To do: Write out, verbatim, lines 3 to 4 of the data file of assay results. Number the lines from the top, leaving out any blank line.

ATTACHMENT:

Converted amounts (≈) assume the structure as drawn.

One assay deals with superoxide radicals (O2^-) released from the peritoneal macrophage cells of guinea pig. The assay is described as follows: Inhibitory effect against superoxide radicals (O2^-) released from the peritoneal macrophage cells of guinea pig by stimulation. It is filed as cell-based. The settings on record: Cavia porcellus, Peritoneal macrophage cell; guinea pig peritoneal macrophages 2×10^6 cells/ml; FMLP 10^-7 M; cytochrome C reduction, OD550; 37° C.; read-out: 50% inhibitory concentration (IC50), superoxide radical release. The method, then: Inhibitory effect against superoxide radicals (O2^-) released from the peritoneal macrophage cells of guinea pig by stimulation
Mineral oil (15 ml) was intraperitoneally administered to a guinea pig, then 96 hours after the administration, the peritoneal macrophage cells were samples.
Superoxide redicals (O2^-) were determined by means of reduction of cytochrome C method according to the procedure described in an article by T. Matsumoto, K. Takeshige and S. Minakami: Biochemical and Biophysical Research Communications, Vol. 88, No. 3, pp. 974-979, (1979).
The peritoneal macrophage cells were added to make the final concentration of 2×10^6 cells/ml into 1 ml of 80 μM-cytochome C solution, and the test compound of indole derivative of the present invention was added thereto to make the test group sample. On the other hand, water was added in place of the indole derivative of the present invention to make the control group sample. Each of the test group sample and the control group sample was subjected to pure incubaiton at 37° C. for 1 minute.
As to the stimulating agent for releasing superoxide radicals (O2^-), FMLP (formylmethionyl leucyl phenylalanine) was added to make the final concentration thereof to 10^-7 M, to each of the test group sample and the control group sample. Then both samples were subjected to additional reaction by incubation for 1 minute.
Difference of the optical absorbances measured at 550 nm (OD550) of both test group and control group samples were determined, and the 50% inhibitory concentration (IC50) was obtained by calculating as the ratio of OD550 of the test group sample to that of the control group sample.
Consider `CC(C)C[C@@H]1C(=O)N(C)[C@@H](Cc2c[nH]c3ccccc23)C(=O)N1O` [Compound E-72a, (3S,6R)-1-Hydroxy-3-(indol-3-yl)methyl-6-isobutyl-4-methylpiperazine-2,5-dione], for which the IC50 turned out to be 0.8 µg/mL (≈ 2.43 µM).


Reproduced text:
Mineral oil (15 ml) was intraperitoneally administered to a guinea pig, then 96 hours after the administration, the peritoneal macrophage cells were samples.
Superoxide redicals (O2^-) were determined by means of reduction of cytochrome C method according to the procedure described in an article by T. Matsumoto, K. Takeshige and S. Minakami: Biochemical and Biophysical Research Communications, Vol. 88, No. 3, pp. 974-979, (1979).